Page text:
The Canadian Dental Association (CDA) is the national voice for current events and issues in dentistry. However, its main publication needed a new way to speak to Canada's dentists. Van De Vooren helped re-envision the 79-year-old print publication through the creation of a new name and brand. We helped introduce this refreshed brand to the Great White North with the creative design and production of the launch issue.
- 60 days for brand research and brand creation
- 40 days for launch issue art direction and design production.
6 issues per year. Print and Digital.
Cover: 80 lb. Opus Dull Cover with “soft touch” aqueous coating.
Interior: 70 lb. dull text or semi-gloss.
The Canadian Dental Association’s bilingual publication (previously called JCDA) has been a source of industry information for Canadian dentists from coast to coast since 1935.
We delved into discovering where the publication had been and where it could go through industry research, basic trend analysis, feedback interviews and face-to-face discussions.
On the Inside
For almost 80 years, the jCDA shared industry information with Canadian dentists in a traditional journal format. Before its 80th anniversary, the CDA wanted to create a new style of content to reflect Canadian dentists, transitioning to magazine format to better represent the perspectives of dental professionals, provide essential information to address their concerns, celebrate their accomplishments and share their stories.
On the Outside
We conducted research into the trends appearing in the dental and magazine industries. We sifted through our findings and blended what we found with the overall brand direction for this project. Some of the trends that informed our design included: typography-based word marks, not using a graphic identifier, the use of flat colours, full words (no acronyms), keeping names to a maximum of two words and using cover design grids that would give photography and features room to breathe.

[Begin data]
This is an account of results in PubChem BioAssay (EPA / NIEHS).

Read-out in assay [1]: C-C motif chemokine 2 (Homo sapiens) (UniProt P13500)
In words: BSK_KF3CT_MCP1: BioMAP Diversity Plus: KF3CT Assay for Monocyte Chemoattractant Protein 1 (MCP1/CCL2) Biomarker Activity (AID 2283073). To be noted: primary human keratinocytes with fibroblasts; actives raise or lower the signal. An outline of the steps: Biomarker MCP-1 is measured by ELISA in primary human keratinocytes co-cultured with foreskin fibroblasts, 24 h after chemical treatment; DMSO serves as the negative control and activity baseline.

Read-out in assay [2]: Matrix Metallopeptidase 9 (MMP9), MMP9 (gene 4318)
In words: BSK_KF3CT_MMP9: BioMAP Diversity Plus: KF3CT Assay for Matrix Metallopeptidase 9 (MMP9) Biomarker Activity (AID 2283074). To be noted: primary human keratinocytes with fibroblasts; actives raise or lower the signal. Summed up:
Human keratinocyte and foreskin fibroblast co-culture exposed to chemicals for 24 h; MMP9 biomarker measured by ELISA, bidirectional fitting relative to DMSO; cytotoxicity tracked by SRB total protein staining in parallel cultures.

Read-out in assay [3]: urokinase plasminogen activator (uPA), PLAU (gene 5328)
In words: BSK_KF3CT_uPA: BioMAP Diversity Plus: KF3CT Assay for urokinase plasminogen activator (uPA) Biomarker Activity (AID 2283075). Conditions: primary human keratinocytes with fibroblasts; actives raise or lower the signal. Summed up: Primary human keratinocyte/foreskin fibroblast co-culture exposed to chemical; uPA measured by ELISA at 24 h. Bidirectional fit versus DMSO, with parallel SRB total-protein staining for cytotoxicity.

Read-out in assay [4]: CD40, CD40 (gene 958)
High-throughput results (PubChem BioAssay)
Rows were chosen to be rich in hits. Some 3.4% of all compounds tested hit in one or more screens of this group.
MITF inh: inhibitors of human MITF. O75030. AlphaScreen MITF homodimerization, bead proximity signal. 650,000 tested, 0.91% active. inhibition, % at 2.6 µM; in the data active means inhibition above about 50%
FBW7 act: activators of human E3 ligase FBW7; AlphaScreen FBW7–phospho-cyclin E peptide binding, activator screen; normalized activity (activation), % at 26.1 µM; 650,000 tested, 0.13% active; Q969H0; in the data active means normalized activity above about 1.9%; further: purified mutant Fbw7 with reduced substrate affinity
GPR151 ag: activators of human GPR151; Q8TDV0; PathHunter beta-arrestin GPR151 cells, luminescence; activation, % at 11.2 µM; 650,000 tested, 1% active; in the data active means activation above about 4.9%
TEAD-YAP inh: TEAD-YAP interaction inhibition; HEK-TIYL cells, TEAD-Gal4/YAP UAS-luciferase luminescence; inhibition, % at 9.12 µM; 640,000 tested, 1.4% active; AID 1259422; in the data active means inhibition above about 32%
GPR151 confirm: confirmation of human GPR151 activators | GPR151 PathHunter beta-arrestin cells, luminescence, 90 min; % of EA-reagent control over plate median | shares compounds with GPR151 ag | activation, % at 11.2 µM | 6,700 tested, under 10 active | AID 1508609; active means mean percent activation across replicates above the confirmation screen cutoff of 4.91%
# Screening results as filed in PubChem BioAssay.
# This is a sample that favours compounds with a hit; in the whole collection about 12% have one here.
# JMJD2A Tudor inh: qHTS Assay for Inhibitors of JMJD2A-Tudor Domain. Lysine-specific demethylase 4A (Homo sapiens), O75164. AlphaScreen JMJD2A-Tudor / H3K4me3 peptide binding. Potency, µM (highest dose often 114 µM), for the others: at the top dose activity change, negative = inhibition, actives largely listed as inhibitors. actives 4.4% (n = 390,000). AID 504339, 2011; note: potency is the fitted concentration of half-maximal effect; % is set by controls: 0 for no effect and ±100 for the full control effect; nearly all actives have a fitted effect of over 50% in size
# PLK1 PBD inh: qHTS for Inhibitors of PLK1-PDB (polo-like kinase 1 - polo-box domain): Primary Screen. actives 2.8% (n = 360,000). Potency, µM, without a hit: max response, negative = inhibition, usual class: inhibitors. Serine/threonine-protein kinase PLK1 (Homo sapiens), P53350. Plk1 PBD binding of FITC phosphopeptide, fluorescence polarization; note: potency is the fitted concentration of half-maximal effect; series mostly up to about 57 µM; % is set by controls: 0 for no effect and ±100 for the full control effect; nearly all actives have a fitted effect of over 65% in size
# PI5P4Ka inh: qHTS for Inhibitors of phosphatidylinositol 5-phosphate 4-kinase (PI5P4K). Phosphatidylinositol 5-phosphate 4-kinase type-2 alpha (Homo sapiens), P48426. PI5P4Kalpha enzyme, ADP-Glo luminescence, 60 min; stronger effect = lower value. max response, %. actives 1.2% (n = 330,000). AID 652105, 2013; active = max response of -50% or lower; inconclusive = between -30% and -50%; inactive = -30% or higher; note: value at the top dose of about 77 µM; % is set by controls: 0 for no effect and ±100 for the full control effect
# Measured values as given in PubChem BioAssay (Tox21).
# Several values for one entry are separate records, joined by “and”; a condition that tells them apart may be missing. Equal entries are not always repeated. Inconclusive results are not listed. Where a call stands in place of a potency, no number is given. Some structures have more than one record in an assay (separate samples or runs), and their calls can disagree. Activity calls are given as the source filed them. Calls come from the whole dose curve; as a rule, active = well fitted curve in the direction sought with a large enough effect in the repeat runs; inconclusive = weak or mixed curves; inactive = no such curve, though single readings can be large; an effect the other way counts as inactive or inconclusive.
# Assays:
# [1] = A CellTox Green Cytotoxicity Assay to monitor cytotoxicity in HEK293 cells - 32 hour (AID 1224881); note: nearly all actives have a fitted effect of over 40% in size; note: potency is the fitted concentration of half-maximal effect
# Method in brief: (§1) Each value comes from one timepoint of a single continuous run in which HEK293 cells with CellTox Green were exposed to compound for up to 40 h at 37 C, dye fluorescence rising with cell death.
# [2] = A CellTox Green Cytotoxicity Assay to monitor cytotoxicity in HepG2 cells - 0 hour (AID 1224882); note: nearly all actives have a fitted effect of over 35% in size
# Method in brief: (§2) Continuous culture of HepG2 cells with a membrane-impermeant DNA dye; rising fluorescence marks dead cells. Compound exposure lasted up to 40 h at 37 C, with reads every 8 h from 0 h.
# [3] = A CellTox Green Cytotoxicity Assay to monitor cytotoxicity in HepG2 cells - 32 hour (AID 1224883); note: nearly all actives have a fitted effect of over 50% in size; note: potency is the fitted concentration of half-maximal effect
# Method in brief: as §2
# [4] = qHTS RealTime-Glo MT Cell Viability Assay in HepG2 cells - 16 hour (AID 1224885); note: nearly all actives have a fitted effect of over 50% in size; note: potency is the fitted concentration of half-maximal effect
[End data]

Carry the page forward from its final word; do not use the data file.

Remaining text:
Putting it Together
Armed with this knowledge, Van De Vooren worked with the CDA to create a name and visual look-and-feel for the new magazine.
The new brand needed to communicate what the magazine would be (explanatory) and what it would stand for (emotive). To achieve both of these goals, the client wanted to see examples illustrating different levels of prominence for how the CDA brand would appear in the magazine, ranging from a gentle hint to a clear signal, including the Canadian Dental Association name directly in the magazine’s branding.
We ended up presenting a variety of brand concepts for the client to choose from, including full magazine cover mockups which showed the name and graphic elements working together in balance.
Expanding the Brand
With a thumbs up for CDA essentials from the CDA’s Board of Directors, Van De Vooren took the concept from a concept to a functional brand. A brand kit was created, stocked full of elements such as custom icons, example applications, templates, bilingual word marks and typographic styles. A quick guide for applying different templates and understanding the specific features of the brand was also included to make the kit easy to use for the Canadian Dental Association’s staff.
Turning Over a New Leaf